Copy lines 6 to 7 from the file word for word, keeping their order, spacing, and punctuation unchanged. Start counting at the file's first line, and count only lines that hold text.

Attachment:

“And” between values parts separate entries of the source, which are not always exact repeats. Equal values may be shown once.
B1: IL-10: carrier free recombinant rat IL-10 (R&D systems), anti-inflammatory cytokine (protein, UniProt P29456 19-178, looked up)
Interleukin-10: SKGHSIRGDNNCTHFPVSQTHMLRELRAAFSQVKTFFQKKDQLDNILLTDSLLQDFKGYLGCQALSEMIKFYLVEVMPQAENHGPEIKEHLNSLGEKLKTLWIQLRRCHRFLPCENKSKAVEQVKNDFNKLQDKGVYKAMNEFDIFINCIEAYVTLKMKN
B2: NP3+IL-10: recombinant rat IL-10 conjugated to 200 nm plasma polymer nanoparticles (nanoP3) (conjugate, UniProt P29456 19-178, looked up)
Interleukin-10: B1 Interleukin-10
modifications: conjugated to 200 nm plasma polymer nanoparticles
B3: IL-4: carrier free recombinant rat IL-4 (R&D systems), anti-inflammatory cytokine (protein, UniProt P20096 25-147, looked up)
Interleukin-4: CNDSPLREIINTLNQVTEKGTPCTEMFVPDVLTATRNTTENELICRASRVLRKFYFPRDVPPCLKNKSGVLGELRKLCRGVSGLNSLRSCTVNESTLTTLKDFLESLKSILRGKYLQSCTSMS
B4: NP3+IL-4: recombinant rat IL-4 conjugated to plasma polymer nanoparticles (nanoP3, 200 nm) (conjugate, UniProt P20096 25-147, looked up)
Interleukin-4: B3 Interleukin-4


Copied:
modifications: conjugated to 200 nm plasma polymer nanoparticles
B3: IL-4: carrier free recombinant rat IL-4 (R&D systems), anti-inflammatory cytokine (protein, UniProt P20096 25-147, looked up)